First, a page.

Employers May Face Higher Whistleblower Risks Under New Law

A new law regarding whistleblowers could mean new risks for employers. The Anti-Money Laundering Whistleblower Improvement Act was passed last year as part of Congress’s omnibus spending bill. The Act increases the rewards a whistleblower can receive whenever the government imposes over a $1 million fine for money laundering.

What this means for employers

The Biden administration has applauded the new law, writing that “Whistleblower protections are critical to promoting public accountability and integrity. If prospective whistleblowers do not expect to be protected, and instead fear job loss and further targeted punishment, they are deterred from raising concerns about misconduct, fraud, or corruption.”

Lawyers and policymakers anticipate that the new law will give rise to a “steady stream” of new claims from whistleblower employees. This is the latest in a growing trend—at both the state and federal level—to broaden whistleblower protections and incentives.

Practical considerations

Employers can expect that employees with evidence of wrongdoing now have a greater incentive to speak up. They should consider enhancing their whistleblower policies and investigate in training—especially for employees like front-line managers who play a key role in receiving and acting upon reports of wrongdoing.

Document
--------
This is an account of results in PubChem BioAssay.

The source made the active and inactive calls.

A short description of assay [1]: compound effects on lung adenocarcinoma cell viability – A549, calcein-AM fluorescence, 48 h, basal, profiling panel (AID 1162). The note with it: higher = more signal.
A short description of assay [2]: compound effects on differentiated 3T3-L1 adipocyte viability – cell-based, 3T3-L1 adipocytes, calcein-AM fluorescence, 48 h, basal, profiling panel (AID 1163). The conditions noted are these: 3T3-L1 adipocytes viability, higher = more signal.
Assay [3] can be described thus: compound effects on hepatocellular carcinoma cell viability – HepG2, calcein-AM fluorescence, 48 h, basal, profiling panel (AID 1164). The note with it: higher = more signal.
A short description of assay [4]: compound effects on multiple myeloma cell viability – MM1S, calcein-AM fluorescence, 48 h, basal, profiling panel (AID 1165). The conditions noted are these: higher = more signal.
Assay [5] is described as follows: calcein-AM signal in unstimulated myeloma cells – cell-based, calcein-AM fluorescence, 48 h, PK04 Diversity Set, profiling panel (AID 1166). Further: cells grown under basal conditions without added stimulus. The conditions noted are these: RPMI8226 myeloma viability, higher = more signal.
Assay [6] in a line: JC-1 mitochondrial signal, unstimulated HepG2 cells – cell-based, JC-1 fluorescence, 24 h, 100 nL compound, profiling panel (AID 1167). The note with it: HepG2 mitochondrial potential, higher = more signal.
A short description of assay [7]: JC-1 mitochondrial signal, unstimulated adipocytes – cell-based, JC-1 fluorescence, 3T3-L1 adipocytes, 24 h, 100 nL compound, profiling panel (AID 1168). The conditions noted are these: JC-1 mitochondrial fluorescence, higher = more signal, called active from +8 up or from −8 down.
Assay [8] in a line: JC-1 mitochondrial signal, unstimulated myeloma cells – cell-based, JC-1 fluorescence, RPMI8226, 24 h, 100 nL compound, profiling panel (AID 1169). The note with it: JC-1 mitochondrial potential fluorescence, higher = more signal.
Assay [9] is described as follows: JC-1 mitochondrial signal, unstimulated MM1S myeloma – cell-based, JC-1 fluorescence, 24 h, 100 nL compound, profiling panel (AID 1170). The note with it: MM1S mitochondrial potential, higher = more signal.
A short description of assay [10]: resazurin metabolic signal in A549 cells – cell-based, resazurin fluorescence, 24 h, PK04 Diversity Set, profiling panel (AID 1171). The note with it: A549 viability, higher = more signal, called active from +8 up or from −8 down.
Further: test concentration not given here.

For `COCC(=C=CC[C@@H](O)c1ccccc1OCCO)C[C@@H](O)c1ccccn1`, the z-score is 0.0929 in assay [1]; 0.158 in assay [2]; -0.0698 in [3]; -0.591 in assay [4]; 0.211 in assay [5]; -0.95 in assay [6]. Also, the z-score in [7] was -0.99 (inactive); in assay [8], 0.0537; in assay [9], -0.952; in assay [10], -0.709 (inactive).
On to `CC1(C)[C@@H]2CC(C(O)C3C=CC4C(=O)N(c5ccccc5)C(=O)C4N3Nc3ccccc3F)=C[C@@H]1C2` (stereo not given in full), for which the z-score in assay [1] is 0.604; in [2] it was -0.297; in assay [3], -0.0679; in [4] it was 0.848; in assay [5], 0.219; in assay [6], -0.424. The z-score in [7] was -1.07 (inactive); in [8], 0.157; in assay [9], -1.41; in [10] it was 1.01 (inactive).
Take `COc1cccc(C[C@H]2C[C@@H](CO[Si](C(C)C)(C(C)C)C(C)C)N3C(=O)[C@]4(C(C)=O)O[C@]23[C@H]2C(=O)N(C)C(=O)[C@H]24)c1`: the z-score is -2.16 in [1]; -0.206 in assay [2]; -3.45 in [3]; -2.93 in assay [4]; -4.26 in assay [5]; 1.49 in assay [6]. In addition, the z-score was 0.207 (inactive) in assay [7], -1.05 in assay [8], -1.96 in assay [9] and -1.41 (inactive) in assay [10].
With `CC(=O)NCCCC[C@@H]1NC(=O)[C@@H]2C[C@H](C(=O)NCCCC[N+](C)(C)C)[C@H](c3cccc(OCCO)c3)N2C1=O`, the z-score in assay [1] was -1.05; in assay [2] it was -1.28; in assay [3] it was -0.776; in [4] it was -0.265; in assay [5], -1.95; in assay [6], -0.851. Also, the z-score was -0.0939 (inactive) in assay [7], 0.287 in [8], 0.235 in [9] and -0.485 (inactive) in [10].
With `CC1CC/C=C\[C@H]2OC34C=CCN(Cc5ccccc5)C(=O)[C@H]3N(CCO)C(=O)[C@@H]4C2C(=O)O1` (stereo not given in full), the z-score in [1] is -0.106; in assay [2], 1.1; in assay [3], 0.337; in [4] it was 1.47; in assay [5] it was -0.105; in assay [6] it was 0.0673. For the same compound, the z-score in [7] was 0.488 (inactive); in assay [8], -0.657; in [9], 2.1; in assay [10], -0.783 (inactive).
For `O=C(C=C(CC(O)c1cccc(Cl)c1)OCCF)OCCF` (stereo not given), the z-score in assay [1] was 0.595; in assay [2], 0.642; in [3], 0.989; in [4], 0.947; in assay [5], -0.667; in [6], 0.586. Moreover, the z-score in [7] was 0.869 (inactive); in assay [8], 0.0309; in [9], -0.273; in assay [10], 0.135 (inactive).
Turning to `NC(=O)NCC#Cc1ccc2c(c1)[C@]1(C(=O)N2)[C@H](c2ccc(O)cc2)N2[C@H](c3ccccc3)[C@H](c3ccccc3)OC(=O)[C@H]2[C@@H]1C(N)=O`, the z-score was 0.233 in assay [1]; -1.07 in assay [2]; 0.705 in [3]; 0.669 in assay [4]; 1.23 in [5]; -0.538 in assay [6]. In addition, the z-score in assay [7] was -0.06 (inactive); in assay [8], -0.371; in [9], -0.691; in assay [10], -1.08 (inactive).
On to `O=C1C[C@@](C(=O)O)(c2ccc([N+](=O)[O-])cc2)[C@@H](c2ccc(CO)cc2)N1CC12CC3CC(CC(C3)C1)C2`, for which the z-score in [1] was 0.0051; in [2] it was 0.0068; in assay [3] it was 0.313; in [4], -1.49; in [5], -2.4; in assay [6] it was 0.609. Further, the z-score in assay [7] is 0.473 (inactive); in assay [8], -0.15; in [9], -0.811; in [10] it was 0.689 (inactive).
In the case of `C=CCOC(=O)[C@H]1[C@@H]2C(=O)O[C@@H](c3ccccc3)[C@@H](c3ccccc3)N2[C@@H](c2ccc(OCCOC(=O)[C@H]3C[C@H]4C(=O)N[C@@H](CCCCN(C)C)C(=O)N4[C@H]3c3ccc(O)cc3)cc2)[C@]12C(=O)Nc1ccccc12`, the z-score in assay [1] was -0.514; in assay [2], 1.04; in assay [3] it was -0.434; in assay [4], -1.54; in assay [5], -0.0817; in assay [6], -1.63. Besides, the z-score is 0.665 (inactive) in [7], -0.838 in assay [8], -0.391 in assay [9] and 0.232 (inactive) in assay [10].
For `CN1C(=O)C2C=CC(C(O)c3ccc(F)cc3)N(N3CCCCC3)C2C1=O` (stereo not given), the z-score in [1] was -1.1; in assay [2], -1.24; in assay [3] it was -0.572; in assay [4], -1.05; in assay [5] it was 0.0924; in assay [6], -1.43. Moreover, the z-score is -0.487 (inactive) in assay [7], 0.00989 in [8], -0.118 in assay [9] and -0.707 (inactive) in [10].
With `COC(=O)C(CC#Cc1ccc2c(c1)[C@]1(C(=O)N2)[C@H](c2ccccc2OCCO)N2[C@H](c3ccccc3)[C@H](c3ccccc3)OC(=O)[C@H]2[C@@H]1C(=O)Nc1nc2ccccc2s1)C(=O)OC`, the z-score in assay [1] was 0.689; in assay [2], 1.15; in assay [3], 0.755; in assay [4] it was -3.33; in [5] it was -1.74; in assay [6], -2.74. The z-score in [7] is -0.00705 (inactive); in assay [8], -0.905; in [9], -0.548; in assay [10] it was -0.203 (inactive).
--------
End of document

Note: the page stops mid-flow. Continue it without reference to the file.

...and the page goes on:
Not only should employers improve their internal policies, but state and local laws often go beyond federal rules. New York, California and Virginia have all increased whistleblower protections in recent months, and it’s expected that other states may follow suit.

While employers often have the misperception that non-disclosure agreements and other policies protect their confidential company information, federal law allows employees to disclose that information when reporting a violation to the government. Furthermore, anyone can be a whistleblower, even if their job normally involves auditing and compliance duties.

Blowing the whistle can protect you and your fellow employees against unlawful employment practices. If you’re ready to report wrongdoing, a knowledgeable whistleblower attorney at Kardell Law Group can help. Call today to get started.